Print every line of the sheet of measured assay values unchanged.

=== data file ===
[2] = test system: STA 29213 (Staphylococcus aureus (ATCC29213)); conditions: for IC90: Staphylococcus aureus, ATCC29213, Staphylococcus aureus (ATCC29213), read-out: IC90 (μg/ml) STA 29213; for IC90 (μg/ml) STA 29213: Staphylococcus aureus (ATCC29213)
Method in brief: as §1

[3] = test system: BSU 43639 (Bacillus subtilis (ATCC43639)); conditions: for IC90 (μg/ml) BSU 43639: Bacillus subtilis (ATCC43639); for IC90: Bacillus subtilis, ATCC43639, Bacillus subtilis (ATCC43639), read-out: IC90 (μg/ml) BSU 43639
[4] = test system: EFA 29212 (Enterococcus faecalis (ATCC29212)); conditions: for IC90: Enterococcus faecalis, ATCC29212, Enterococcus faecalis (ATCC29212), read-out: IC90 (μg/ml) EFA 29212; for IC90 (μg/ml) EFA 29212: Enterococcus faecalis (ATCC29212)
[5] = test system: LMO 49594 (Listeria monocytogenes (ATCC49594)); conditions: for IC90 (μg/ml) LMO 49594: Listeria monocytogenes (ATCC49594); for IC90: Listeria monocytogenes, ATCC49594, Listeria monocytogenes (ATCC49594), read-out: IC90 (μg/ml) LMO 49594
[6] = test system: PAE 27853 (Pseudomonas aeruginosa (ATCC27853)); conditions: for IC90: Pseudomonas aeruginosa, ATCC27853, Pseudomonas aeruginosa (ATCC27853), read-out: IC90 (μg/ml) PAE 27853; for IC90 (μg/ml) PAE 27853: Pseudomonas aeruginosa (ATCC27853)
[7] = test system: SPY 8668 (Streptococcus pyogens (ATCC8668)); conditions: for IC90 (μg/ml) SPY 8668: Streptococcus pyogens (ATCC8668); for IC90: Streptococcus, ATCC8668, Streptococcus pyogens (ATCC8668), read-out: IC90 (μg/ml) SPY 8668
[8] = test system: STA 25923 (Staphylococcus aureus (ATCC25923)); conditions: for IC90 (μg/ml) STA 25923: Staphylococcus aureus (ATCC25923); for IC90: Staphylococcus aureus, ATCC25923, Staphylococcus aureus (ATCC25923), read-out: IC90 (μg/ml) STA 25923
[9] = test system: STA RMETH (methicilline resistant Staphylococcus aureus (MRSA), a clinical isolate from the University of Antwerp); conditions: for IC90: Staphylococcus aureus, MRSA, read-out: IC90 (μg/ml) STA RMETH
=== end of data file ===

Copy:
[2] = test system: STA 29213 (Staphylococcus aureus (ATCC29213)); conditions: for IC90: Staphylococcus aureus, ATCC29213, Staphylococcus aureus (ATCC29213), read-out: IC90 (μg/ml) STA 29213; for IC90 (μg/ml) STA 29213: Staphylococcus aureus (ATCC29213)
Method in brief: as §1

[3] = test system: BSU 43639 (Bacillus subtilis (ATCC43639)); conditions: for IC90 (μg/ml) BSU 43639: Bacillus subtilis (ATCC43639); for IC90: Bacillus subtilis, ATCC43639, Bacillus subtilis (ATCC43639), read-out: IC90 (μg/ml) BSU 43639
[4] = test system: EFA 29212 (Enterococcus faecalis (ATCC29212)); conditions: for IC90: Enterococcus faecalis, ATCC29212, Enterococcus faecalis (ATCC29212), read-out: IC90 (μg/ml) EFA 29212; for IC90 (μg/ml) EFA 29212: Enterococcus faecalis (ATCC29212)
[5] = test system: LMO 49594 (Listeria monocytogenes (ATCC49594)); conditions: for IC90 (μg/ml) LMO 49594: Listeria monocytogenes (ATCC49594); for IC90: Listeria monocytogenes, ATCC49594, Listeria monocytogenes (ATCC49594), read-out: IC90 (μg/ml) LMO 49594
[6] = test system: PAE 27853 (Pseudomonas aeruginosa (ATCC27853)); conditions: for IC90: Pseudomonas aeruginosa, ATCC27853, Pseudomonas aeruginosa (ATCC27853), read-out: IC90 (μg/ml) PAE 27853; for IC90 (μg/ml) PAE 27853: Pseudomonas aeruginosa (ATCC27853)
[7] = test system: SPY 8668 (Streptococcus pyogens (ATCC8668)); conditions: for IC90 (μg/ml) SPY 8668: Streptococcus pyogens (ATCC8668); for IC90: Streptococcus, ATCC8668, Streptococcus pyogens (ATCC8668), read-out: IC90 (μg/ml) SPY 8668
[8] = test system: STA 25923 (Staphylococcus aureus (ATCC25923)); conditions: for IC90 (μg/ml) STA 25923: Staphylococcus aureus (ATCC25923); for IC90: Staphylococcus aureus, ATCC25923, Staphylococcus aureus (ATCC25923), read-out: IC90 (μg/ml) STA 25923
[9] = test system: STA RMETH (methicilline resistant Staphylococcus aureus (MRSA), a clinical isolate from the University of Antwerp); conditions: for IC90: Staphylococcus aureus, MRSA, read-out: IC90 (μg/ml) STA RMETH